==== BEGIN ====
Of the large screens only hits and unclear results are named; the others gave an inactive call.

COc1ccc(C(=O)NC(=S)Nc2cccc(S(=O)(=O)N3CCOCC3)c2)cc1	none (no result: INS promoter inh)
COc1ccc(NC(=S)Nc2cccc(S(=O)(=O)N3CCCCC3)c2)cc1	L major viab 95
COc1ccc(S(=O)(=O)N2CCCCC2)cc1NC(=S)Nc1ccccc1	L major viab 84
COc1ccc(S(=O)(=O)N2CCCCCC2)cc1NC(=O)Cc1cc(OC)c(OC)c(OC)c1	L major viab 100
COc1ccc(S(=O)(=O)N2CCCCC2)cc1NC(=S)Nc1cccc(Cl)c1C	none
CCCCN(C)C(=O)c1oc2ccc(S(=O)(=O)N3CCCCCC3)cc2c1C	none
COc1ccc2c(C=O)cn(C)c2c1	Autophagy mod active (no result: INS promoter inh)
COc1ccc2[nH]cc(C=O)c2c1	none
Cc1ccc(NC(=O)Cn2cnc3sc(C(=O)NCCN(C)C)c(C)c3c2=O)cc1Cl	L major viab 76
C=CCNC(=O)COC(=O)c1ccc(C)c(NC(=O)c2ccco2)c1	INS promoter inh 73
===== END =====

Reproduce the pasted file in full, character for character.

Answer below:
Of the large screens only hits and unclear results are named; the others gave an inactive call.

COc1ccc(C(=O)NC(=S)Nc2cccc(S(=O)(=O)N3CCOCC3)c2)cc1	none (no result: INS promoter inh)
COc1ccc(NC(=S)Nc2cccc(S(=O)(=O)N3CCCCC3)c2)cc1	L major viab 95
COc1ccc(S(=O)(=O)N2CCCCC2)cc1NC(=S)Nc1ccccc1	L major viab 84
COc1ccc(S(=O)(=O)N2CCCCCC2)cc1NC(=O)Cc1cc(OC)c(OC)c(OC)c1	L major viab 100
COc1ccc(S(=O)(=O)N2CCCCC2)cc1NC(=S)Nc1cccc(Cl)c1C	none
CCCCN(C)C(=O)c1oc2ccc(S(=O)(=O)N3CCCCCC3)cc2c1C	none
COc1ccc2c(C=O)cn(C)c2c1	Autophagy mod active (no result: INS promoter inh)
COc1ccc2[nH]cc(C=O)c2c1	none
Cc1ccc(NC(=O)Cn2cnc3sc(C(=O)NCCN(C)C)c(C)c3c2=O)cc1Cl	L major viab 76
C=CCNC(=O)COC(=O)c1ccc(C)c(NC(=O)c2ccco2)c1	INS promoter inh 73